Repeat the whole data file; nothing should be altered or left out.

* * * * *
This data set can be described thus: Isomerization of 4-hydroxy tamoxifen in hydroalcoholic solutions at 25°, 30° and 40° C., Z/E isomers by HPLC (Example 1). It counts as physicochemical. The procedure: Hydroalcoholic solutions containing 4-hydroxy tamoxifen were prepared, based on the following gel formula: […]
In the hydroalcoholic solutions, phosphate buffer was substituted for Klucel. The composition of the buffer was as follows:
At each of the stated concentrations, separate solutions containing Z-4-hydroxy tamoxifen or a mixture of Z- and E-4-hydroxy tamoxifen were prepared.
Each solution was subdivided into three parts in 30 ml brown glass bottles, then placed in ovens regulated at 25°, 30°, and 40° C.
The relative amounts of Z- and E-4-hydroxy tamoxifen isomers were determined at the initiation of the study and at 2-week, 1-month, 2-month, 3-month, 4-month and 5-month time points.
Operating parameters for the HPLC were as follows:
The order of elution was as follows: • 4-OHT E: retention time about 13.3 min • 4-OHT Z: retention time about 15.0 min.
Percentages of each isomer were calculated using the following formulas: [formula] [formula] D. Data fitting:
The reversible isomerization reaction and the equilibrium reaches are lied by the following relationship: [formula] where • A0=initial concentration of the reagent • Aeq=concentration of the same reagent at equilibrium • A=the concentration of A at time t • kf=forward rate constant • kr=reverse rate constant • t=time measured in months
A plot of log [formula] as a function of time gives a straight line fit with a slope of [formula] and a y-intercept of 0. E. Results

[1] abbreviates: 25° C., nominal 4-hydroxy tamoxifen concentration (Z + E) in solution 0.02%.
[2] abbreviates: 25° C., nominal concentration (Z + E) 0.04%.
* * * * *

This data set can be described thus: Isomerization of 4-hydroxy tamoxifen in hydroalcoholic solutions at 25°, 30° and 40° C., Z/E isomers by HPLC (Example 1). It counts as physicochemical. The procedure: Hydroalcoholic solutions containing 4-hydroxy tamoxifen were prepared, based on the following gel formula: […]
In the hydroalcoholic solutions, phosphate buffer was substituted for Klucel. The composition of the buffer was as follows:
At each of the stated concentrations, separate solutions containing Z-4-hydroxy tamoxifen or a mixture of Z- and E-4-hydroxy tamoxifen were prepared.
Each solution was subdivided into three parts in 30 ml brown glass bottles, then placed in ovens regulated at 25°, 30°, and 40° C.
The relative amounts of Z- and E-4-hydroxy tamoxifen isomers were determined at the initiation of the study and at 2-week, 1-month, 2-month, 3-month, 4-month and 5-month time points.
Operating parameters for the HPLC were as follows:
The order of elution was as follows: • 4-OHT E: retention time about 13.3 min • 4-OHT Z: retention time about 15.0 min.
Percentages of each isomer were calculated using the following formulas: [formula] [formula] D. Data fitting:
The reversible isomerization reaction and the equilibrium reaches are lied by the following relationship: [formula] where • A0=initial concentration of the reagent • Aeq=concentration of the same reagent at equilibrium • A=the concentration of A at time t • kf=forward rate constant • kr=reverse rate constant • t=time measured in months
A plot of log [formula] as a function of time gives a straight line fit with a slope of [formula] and a y-intercept of 0. E. Results

[1] abbreviates: 25° C., nominal 4-hydroxy tamoxifen concentration (Z + E) in solution 0.02%.
[2] abbreviates: 25° C., nominal concentration (Z + E) 0.04%.